What the Italians call a 'Birdie'

"He stepped back, and shuddered as if he had received a strong electric shock. He seemed faint for a moment, then wiped his damp forehead, and sighed loudly. All the colour had fled from his face, and he became deathly pale.
"'Do you think me mad?' said he. Then, without waiting for a reply: 'but who is sane and who is mad? Who is virtuous and who is vicious in this world of ours? Do you know? I don't.'
"The thought of my father came to my mind, and I asked myself, shuddering, whether my senses, too, were leaving me.
"There was a pause. Neither of us spoke for some time. He had entwined his fingers within mine, and we walked on for a while in silence.
"All the blood vessels of my member were still strongly extended and the nerves stiff, the spermatic ducts full to overflowing; therefore, the erection continuing, I felt a dull pain spread over and near all the organs of generation, whilst the remainder of my body was in a state of prostration, and still—notwithstanding the pain and languor—it was a most pleasurable feeling to walk on quietly with our hands clasped, his head almost leaning on my shoulder.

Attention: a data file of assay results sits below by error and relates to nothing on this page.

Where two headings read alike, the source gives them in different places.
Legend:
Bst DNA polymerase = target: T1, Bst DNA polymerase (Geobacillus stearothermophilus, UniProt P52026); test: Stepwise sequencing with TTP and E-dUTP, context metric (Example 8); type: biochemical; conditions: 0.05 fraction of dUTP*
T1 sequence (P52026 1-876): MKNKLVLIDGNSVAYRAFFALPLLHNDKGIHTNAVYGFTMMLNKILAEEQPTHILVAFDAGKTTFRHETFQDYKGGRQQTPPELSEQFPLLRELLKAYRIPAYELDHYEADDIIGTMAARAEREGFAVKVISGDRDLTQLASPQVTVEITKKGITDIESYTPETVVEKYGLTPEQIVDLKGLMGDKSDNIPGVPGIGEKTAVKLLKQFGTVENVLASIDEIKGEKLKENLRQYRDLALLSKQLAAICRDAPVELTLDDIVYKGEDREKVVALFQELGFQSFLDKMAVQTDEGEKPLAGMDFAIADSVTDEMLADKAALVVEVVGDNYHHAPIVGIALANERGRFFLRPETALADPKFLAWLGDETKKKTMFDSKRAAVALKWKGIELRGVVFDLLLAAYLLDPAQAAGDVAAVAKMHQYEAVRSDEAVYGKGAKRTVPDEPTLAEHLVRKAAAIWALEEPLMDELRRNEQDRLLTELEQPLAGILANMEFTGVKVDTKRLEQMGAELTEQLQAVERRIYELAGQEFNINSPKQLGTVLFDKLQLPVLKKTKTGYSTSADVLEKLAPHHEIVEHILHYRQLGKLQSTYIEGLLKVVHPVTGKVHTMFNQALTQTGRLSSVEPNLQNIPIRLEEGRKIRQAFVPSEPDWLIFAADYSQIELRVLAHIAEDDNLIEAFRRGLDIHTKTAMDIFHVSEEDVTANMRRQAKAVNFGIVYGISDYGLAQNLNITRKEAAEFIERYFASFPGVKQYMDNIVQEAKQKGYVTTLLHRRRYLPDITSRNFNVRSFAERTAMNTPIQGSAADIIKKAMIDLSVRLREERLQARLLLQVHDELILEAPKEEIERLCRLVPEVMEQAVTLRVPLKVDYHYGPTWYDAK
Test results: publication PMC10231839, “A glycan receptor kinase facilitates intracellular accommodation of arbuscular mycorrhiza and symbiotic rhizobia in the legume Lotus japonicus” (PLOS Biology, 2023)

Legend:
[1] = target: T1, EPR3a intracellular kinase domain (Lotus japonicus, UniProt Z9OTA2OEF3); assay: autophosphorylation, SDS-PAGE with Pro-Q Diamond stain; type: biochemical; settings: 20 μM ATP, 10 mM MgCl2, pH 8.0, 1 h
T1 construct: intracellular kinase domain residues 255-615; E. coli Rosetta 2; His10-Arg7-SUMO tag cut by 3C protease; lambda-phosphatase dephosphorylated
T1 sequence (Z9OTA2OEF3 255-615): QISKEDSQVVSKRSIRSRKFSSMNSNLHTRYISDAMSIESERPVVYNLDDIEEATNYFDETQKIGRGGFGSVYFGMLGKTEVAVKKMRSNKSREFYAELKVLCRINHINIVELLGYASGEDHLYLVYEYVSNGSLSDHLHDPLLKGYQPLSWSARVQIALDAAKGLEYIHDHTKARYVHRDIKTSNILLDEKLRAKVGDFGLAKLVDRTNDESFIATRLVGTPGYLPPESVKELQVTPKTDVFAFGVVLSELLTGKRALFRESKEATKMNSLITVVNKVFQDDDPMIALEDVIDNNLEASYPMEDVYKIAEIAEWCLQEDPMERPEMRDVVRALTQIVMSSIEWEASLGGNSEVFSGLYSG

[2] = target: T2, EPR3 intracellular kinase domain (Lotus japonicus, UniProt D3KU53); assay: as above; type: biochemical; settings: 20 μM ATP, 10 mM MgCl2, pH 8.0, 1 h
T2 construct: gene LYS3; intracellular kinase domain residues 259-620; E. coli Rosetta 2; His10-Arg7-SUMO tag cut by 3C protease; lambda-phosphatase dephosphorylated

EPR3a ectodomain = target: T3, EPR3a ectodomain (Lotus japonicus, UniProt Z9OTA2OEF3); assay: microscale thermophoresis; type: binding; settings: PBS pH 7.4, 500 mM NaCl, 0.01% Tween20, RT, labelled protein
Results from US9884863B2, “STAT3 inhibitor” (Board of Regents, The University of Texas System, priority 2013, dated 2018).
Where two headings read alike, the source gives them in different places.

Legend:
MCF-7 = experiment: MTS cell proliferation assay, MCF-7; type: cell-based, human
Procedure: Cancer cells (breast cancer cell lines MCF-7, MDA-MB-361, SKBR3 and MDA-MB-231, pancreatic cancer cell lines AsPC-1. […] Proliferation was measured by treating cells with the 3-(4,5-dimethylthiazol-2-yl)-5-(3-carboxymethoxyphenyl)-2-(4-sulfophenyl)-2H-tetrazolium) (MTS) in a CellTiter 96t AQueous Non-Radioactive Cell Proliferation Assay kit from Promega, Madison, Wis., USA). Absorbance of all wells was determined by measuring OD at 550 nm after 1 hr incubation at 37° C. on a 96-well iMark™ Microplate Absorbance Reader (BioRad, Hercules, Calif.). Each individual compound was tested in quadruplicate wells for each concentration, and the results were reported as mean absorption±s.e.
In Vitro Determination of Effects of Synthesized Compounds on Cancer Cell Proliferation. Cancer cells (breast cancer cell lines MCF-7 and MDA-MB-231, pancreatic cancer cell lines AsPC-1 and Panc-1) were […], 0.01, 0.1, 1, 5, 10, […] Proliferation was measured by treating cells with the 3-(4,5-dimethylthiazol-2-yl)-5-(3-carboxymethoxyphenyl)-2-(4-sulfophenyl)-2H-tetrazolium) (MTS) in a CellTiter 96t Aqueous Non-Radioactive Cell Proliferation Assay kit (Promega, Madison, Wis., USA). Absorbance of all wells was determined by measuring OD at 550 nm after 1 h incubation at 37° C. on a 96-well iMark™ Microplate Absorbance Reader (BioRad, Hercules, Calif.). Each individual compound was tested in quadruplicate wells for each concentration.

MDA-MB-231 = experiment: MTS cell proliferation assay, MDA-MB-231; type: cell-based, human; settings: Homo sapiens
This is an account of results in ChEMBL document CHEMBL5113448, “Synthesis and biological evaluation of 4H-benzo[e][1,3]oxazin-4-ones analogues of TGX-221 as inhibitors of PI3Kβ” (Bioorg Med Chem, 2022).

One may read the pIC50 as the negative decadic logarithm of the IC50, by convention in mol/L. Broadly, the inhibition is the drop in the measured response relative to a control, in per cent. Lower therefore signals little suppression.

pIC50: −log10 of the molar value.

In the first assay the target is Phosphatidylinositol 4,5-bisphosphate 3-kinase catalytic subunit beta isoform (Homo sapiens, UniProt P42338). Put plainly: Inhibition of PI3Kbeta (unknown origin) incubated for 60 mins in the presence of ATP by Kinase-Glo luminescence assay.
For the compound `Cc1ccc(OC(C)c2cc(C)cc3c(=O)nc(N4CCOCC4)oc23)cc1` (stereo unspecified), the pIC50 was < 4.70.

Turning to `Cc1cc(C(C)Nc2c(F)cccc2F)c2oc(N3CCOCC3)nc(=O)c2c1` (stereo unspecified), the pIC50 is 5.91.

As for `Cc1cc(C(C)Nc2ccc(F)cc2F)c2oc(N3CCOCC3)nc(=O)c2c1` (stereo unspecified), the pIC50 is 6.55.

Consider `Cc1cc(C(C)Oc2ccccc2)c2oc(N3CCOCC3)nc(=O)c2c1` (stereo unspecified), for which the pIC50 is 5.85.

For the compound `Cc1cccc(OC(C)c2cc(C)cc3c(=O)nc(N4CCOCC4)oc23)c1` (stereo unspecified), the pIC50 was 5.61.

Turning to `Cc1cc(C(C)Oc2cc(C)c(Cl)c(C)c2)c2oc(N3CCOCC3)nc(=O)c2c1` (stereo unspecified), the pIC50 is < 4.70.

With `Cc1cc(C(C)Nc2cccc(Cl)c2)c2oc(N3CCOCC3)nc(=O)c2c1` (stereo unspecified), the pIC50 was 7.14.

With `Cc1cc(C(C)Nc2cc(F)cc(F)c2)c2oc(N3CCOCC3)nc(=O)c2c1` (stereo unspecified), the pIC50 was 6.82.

'"When did you first feel my eyes on yours?' asked he in a low hushed tone, after some time.
"'When you came out for the second time.'
"'Exactly; then our glances met, and then there was a current between us, like a spark of electricity running along a wire, was it not?'
"'Yes, an uninterrupted current.'
"'But you really felt me just before I went out, is it not true?'
"For all answer I pressed his fingers tightly.
"'I never knew a man whose feelings coincided so well with mine. Tell me, do you think any woman could feel so intensely?'
"My head sank down, I could not give him any answer.
"'We shall be friends?' said he, taking hold of both my hands.
"'Yes,' said I shyly.
"'Yes, but great friends, bosom friends, as the English say.'
"Thereupon he clasped me again to his breast and muttered in my ear some words of an unknown tongue, so low and musical, that they almost seemed like a spell.
"'Do you know what that means?' quoth he.
"'Oh, friend! my heart doth yearn for thee."